Dave Hirschman

Unusual Attitude

With Dave Hirschman


Aeroplanes and those who guide us…

The aeroplanes we fly teach us a little. The people we fly with teach us a lot. During my time in the aviation game, I credit the Cessna 150 for showing leniency, the 170 for sweetness, the 172 for forgiveness, and the 180/185 for demanding a firm hand – sometimes two hands – on the tiller.

Stearman and Waco biplanes tangibly connect us to our shared aviation heritage, and they insist we take leaps of faith by taking off and landing without seeing directly ahead. The T-6 rewards anticipation and energy management, and it mercilessly punishes even momentary sloppiness or inattention.

The Van’s Aircraft RV series embodies versatility, economy, and honesty.

The Pitts teaches finesse, rudder acuity, and relying on your instincts when reacting to surprises (and there are always surprises). The Extra is sleek and beautiful, and it’s far stronger than any human. The Yak 55 is a ballerina and brute, and the Sukhoi 26 is a study in multiple personality disorder.

Warbirds like the SBD Dauntless demonstrate the courage of those who flew them in combat, and details like the slide-out navigation table give silent testament to the skill, bravery, and unimaginable loneliness their crews must have felt while finding their way across featureless oceans, often at night, on a single piston engine.

Corporate jets are intoxicating in the rare view of the world they provide from the high flight levels. They teach consistency, the beauty and value of close crew coordination, and the wisdom of striving to perform the same actions, in the same order, in the same way, on every flight.

As much as all this fancy hardware reveals, however, the people we fly with show far more.

My original flight instructor, Steve Pirani, was full of curiosity, a love of flight, common sense, and self-effacing humor. He didn’t know every aviation fact, and he didn’t pretend to – but his voice remains in my head decades later.

David Peeler, an immensely talented fellow aviator, talked me out of quitting flying when I got discouraged and was ready to walk away. His cocky self-assurance lifted me up when I needed it most.

Gary Austin, a former hot-rodder, became a consummate aviation mechanic and was seldom satisfied. He went about his work with ingenuity, flair, and artistry – and he had near total recall of the minute details of some of the most mechanically complex aircraft ever built. And in the cockpit, he was a hell of a stick and a fiercely loyal friend.

Steve Collins, a biplane ride operator, showed that a pugnacious, indomitable spirit trumps soft hands and subtle technique when the chips are down.

‘My goal, for as long as I’m lucky enough to be involved in this pursuit, is to support and encourage others as I’ve been supported and encouraged’

My mum, Wilma Melville, the first pilot in our family, is persistence personified. When she earned an instrument rating at age 77 in busy, complex Southern California airspace, she accomplished a goal that I thought was far beyond her grasp. Then she used it to fly across the continent multiple times, day and night, in all sorts of weather.

Chris Smisson was an irresistible force of nature. From gliders to afterburning military jets, just about everything that flew delighted him. He radiated that joy, and he saw talent in others that they themselves didn’t know they had.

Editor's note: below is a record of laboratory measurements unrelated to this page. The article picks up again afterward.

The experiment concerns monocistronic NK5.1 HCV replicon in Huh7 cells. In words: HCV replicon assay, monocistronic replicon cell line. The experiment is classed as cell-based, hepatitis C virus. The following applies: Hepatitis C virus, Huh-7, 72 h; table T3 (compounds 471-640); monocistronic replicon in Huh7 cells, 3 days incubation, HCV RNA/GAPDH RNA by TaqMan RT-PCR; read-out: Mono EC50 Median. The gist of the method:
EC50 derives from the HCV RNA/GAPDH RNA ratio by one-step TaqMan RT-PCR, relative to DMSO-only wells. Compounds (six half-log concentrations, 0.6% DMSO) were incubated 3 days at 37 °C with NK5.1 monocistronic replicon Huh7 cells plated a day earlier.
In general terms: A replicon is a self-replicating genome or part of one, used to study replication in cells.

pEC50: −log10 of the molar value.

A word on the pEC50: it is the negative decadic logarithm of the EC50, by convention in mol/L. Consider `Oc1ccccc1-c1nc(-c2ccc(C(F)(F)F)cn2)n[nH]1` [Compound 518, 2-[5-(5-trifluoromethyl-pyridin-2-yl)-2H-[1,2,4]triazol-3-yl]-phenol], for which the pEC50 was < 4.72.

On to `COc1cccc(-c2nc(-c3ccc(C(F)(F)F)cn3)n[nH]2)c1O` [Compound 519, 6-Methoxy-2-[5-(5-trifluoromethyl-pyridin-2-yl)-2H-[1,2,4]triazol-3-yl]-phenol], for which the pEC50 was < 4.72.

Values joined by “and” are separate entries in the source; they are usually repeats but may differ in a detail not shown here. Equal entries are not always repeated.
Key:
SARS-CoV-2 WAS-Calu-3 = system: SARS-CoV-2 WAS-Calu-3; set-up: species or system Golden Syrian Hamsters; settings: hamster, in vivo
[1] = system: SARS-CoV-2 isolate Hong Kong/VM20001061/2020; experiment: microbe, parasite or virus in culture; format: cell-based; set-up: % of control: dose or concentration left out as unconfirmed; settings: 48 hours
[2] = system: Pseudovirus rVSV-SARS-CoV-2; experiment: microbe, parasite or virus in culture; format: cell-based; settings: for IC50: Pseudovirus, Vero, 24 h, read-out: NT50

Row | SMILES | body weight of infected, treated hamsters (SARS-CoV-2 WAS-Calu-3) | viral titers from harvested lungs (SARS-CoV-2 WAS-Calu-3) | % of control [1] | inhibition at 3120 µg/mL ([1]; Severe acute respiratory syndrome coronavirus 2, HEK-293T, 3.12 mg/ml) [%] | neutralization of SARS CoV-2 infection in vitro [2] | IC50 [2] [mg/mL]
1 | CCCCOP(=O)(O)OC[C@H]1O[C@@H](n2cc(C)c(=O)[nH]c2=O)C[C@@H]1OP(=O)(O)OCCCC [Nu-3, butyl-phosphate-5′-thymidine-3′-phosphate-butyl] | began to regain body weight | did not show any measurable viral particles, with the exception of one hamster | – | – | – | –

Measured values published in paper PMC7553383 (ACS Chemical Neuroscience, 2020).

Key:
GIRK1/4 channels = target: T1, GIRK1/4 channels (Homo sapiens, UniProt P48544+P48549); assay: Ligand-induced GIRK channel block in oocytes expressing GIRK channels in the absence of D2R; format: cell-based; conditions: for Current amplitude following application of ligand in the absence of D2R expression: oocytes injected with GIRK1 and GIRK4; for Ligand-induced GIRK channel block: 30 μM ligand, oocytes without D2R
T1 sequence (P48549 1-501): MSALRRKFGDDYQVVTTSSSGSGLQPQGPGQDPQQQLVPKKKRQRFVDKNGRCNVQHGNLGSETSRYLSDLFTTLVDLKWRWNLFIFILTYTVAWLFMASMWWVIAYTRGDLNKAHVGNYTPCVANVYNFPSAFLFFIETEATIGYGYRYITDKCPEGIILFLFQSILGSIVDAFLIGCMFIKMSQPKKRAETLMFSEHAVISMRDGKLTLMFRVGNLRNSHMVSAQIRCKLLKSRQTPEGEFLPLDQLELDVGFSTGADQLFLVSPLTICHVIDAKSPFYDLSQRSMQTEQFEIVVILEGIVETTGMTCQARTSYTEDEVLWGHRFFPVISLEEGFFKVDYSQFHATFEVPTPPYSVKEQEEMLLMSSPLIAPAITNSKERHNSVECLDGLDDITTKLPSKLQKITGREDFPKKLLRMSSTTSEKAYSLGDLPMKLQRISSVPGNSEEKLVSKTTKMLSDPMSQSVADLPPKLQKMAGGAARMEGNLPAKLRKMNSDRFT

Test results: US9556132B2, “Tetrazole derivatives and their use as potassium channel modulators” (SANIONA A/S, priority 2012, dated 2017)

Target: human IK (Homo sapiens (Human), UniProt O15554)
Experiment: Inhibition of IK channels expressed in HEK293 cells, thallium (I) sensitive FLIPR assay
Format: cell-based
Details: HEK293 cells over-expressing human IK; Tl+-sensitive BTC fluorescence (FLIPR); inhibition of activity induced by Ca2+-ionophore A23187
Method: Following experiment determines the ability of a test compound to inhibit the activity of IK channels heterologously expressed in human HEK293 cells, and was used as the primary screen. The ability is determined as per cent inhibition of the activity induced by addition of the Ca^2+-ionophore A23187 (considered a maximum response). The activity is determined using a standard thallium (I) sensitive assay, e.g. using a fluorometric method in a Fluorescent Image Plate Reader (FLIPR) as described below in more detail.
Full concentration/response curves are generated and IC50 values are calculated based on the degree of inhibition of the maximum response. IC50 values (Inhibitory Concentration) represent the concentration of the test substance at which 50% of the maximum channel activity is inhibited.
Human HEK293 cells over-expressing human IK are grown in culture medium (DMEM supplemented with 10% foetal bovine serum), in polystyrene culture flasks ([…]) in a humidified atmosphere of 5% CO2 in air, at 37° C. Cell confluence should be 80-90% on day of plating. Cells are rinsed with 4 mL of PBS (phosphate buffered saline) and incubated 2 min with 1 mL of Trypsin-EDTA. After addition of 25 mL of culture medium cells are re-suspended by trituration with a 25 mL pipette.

Clint Williams was an extraordinary pilot who came from the humblest circumstances yet went on to fly supersonic fighters. As a CFI, however, he valued teaching over stick-and-rudder skills – and he prided himself on touching the controls as seldom as possible. He had a master teacher’s ability to adjust his delivery to connect with individual students of vastly different backgrounds.

Morris Ray exemplifies both determination and generosity. He struggled with formation flying when he first began learning it. But he mastered that art in detail through sheer tenacity, and then he helped many others pursue it themselves. Every task was more understandable when Morris filtered, explained, and demonstrated it through the lens of his own hard-won experience.

Mike Filucci models supreme patience. A former military pilot, airline pilot, and cancer survivor, he doesn’t let aviation’s many annoyances ruffle him. Getting cut off in the airport traffic pattern, delayed by ATC, or scrubbing flights for weather or mechanical issues are trivial compared to aviation’s grandeur. It’s so much bigger than those nagging trifles.

Mike Fizer is an aviation photographer, not a pilot, but the time we’ve spent going to, preparing for, and coming home from aerial photo missions showed me the value of hard work and preparation. Mike works thoughtfully and relentlessly. And when unexpected opportunities crop up – such as finding the late warbird pilot Connie Edwards at his dusty West Texas airstrip overseeing hangars stocked with neglected warbirds, Mike pounces. He documented that uniquely implausible stash using specialised lighting equipment and video gear that I didn’t even know he owned, or that he had brought with him. Evidently, he’d been carrying it for years, waiting for just this kind of moment – and when it came, he made the most of it.

I could go on – but the point is that everyone has a story, and something to contribute, to our aviation community. For pilots, listing the aeroplanes we fly is the Cliff’s Notes version. The richness of our experience, however, comes from the people who shape us and make flying possible, worthwhile, and memorable.

My goal, for as long as I’m lucky enough to be involved in this pursuit, is to support and encourage others as I’ve been supported and encouraged. It’s the best way to strengthen our community and honour those who have guided us.


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